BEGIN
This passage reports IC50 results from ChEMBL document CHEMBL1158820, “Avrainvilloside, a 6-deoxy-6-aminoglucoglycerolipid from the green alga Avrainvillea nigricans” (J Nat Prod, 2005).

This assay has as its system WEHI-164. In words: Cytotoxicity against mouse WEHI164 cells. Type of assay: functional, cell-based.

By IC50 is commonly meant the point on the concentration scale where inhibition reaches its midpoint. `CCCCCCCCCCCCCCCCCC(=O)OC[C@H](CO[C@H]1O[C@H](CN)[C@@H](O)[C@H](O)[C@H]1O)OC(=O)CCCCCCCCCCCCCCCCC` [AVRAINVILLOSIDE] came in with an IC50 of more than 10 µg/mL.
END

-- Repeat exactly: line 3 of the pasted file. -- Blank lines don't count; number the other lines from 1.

By IC50 is commonly meant the point on the concentration scale where inhibition reaches its midpoint. `CCCCCCCCCCCCCCCCCC(=O)OC[C@H](CO[C@H]1O[C@H](CN)[C@@H](O)[C@H](O)[C@H]1O)OC(=O)CCCCCCCCCCCCCCCCC` [AVRAINVILLOSIDE] came in with an IC50 of more than 10 µg/mL.